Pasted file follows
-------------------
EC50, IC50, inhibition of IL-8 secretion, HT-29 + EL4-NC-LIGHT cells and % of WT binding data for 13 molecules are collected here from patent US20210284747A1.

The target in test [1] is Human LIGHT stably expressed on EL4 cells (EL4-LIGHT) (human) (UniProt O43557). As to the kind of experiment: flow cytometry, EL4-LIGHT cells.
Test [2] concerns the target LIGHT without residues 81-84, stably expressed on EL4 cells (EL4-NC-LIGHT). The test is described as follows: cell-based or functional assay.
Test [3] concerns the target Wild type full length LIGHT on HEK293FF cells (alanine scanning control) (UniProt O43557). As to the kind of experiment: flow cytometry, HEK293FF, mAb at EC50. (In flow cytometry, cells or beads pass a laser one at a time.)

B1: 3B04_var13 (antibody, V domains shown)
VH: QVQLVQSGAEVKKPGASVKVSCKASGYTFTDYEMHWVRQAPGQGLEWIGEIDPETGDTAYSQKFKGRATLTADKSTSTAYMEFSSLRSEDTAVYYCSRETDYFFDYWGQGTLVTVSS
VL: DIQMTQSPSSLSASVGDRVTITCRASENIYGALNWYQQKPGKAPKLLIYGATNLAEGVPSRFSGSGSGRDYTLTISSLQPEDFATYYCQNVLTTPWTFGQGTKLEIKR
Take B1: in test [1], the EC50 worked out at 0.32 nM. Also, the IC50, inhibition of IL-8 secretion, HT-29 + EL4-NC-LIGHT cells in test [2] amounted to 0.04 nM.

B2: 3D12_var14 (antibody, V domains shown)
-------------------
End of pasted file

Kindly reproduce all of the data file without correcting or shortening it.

EC50, IC50, inhibition of IL-8 secretion, HT-29 + EL4-NC-LIGHT cells and % of WT binding data for 13 molecules are collected here from patent US20210284747A1.

The target in test [1] is Human LIGHT stably expressed on EL4 cells (EL4-LIGHT) (human) (UniProt O43557). As to the kind of experiment: flow cytometry, EL4-LIGHT cells.
Test [2] concerns the target LIGHT without residues 81-84, stably expressed on EL4 cells (EL4-NC-LIGHT). The test is described as follows: cell-based or functional assay.
Test [3] concerns the target Wild type full length LIGHT on HEK293FF cells (alanine scanning control) (UniProt O43557). As to the kind of experiment: flow cytometry, HEK293FF, mAb at EC50. (In flow cytometry, cells or beads pass a laser one at a time.)

B1: 3B04_var13 (antibody, V domains shown)
VH: QVQLVQSGAEVKKPGASVKVSCKASGYTFTDYEMHWVRQAPGQGLEWIGEIDPETGDTAYSQKFKGRATLTADKSTSTAYMEFSSLRSEDTAVYYCSRETDYFFDYWGQGTLVTVSS
VL: DIQMTQSPSSLSASVGDRVTITCRASENIYGALNWYQQKPGKAPKLLIYGATNLAEGVPSRFSGSGSGRDYTLTISSLQPEDFATYYCQNVLTTPWTFGQGTKLEIKR
Take B1: in test [1], the EC50 worked out at 0.32 nM. Also, the IC50, inhibition of IL-8 secretion, HT-29 + EL4-NC-LIGHT cells in test [2] amounted to 0.04 nM.

B2: 3D12_var14 (antibody, V domains shown)